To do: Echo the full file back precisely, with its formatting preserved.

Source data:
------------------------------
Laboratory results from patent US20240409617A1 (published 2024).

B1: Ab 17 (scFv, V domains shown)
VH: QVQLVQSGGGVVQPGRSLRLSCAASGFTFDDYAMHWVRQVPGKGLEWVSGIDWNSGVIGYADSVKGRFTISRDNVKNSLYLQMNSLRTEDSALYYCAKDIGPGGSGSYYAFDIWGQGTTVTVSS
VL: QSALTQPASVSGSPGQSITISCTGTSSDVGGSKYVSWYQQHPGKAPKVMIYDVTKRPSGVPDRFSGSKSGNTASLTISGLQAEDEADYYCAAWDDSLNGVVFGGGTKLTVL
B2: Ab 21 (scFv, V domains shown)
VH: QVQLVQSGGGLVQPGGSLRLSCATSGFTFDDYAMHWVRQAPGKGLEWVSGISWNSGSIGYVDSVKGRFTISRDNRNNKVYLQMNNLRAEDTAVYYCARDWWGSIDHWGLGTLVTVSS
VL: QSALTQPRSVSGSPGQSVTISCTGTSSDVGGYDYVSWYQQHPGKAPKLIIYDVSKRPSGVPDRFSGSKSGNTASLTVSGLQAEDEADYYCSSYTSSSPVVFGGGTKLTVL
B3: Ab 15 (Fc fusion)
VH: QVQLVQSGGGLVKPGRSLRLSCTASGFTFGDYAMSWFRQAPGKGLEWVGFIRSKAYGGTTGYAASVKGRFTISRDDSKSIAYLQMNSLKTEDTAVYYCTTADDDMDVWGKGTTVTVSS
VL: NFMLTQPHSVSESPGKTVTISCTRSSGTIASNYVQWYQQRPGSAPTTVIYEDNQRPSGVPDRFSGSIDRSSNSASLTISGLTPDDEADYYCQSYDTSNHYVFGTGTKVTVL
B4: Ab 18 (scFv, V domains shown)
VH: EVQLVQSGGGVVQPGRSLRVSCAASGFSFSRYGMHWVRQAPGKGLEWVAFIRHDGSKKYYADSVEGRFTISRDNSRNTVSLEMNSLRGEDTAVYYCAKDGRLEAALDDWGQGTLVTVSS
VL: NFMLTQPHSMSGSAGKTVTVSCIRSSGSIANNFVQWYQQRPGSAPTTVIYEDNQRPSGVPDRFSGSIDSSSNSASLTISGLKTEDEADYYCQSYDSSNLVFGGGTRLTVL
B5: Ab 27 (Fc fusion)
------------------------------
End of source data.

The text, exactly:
Laboratory results from patent US20240409617A1 (published 2024).

B1: Ab 17 (scFv, V domains shown)
VH: QVQLVQSGGGVVQPGRSLRLSCAASGFTFDDYAMHWVRQVPGKGLEWVSGIDWNSGVIGYADSVKGRFTISRDNVKNSLYLQMNSLRTEDSALYYCAKDIGPGGSGSYYAFDIWGQGTTVTVSS
VL: QSALTQPASVSGSPGQSITISCTGTSSDVGGSKYVSWYQQHPGKAPKVMIYDVTKRPSGVPDRFSGSKSGNTASLTISGLQAEDEADYYCAAWDDSLNGVVFGGGTKLTVL
B2: Ab 21 (scFv, V domains shown)
VH: QVQLVQSGGGLVQPGGSLRLSCATSGFTFDDYAMHWVRQAPGKGLEWVSGISWNSGSIGYVDSVKGRFTISRDNRNNKVYLQMNNLRAEDTAVYYCARDWWGSIDHWGLGTLVTVSS
VL: QSALTQPRSVSGSPGQSVTISCTGTSSDVGGYDYVSWYQQHPGKAPKLIIYDVSKRPSGVPDRFSGSKSGNTASLTVSGLQAEDEADYYCSSYTSSSPVVFGGGTKLTVL
B3: Ab 15 (Fc fusion)
VH: QVQLVQSGGGLVKPGRSLRLSCTASGFTFGDYAMSWFRQAPGKGLEWVGFIRSKAYGGTTGYAASVKGRFTISRDDSKSIAYLQMNSLKTEDTAVYYCTTADDDMDVWGKGTTVTVSS
VL: NFMLTQPHSVSESPGKTVTISCTRSSGTIASNYVQWYQQRPGSAPTTVIYEDNQRPSGVPDRFSGSIDRSSNSASLTISGLTPDDEADYYCQSYDTSNHYVFGTGTKVTVL
B4: Ab 18 (scFv, V domains shown)
VH: EVQLVQSGGGVVQPGRSLRVSCAASGFSFSRYGMHWVRQAPGKGLEWVAFIRHDGSKKYYADSVEGRFTISRDNSRNTVSLEMNSLRGEDTAVYYCAKDGRLEAALDDWGQGTLVTVSS
VL: NFMLTQPHSMSGSAGKTVTVSCIRSSGSIANNFVQWYQQRPGSAPTTVIYEDNQRPSGVPDRFSGSIDSSSNSASLTISGLKTEDEADYYCQSYDSSNLVFGGGTRLTVL
B5: Ab 27 (Fc fusion)